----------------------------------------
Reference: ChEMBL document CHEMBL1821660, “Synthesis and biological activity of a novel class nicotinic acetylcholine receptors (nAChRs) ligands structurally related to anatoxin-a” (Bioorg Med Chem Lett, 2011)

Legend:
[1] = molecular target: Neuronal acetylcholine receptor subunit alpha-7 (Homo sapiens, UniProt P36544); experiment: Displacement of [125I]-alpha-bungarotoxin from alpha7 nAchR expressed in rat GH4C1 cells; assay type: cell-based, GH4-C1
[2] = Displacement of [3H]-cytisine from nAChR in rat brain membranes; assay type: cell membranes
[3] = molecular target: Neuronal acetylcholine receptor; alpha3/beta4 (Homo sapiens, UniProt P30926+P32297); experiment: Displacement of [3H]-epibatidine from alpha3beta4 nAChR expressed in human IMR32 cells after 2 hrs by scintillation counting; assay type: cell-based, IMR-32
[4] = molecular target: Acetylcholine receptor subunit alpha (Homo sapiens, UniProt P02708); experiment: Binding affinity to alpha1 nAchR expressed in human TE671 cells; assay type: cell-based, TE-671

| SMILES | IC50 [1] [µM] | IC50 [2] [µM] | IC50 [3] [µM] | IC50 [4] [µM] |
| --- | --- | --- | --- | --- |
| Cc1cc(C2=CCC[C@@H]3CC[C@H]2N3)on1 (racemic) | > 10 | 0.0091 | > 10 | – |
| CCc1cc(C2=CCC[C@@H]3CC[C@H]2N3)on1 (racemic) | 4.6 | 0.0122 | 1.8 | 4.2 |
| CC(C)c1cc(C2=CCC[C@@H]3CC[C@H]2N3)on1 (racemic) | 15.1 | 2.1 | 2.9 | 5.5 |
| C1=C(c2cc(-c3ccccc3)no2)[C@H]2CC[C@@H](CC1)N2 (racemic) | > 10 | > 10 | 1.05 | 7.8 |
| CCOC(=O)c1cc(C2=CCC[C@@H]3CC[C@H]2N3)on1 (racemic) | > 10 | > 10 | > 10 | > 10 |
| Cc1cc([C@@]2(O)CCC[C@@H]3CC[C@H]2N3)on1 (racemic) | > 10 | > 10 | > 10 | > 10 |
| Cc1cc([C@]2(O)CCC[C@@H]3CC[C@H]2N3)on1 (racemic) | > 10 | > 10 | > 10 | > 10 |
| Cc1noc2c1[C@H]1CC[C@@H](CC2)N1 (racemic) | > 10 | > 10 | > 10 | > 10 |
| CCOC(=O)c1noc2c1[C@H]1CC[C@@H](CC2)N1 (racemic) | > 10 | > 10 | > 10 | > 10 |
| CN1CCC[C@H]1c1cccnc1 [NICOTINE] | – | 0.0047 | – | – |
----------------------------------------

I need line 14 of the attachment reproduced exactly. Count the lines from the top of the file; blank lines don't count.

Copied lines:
| Cc1cc([C@@]2(O)CCC[C@@H]3CC[C@H]2N3)on1 (racemic) | > 10 | > 10 | > 10 | > 10 |